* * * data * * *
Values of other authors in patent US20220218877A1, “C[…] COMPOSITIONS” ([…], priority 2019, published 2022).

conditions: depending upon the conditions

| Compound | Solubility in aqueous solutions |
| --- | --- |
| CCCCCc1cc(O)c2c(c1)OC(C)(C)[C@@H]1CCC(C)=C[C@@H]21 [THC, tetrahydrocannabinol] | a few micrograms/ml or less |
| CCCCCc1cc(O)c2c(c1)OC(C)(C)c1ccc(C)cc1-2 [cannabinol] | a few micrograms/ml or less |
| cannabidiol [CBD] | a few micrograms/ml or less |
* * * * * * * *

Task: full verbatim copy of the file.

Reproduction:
Values of other authors in patent US20220218877A1, “C[…] COMPOSITIONS” ([…], priority 2019, published 2022).

conditions: depending upon the conditions

| Compound | Solubility in aqueous solutions |
| --- | --- |
| CCCCCc1cc(O)c2c(c1)OC(C)(C)[C@@H]1CCC(C)=C[C@@H]21 [THC, tetrahydrocannabinol] | a few micrograms/ml or less |
| CCCCCc1cc(O)c2c(c1)OC(C)(C)c1ccc(C)cc1-2 [cannabinol] | a few micrograms/ml or less |
| cannabidiol [CBD] | a few micrograms/ml or less |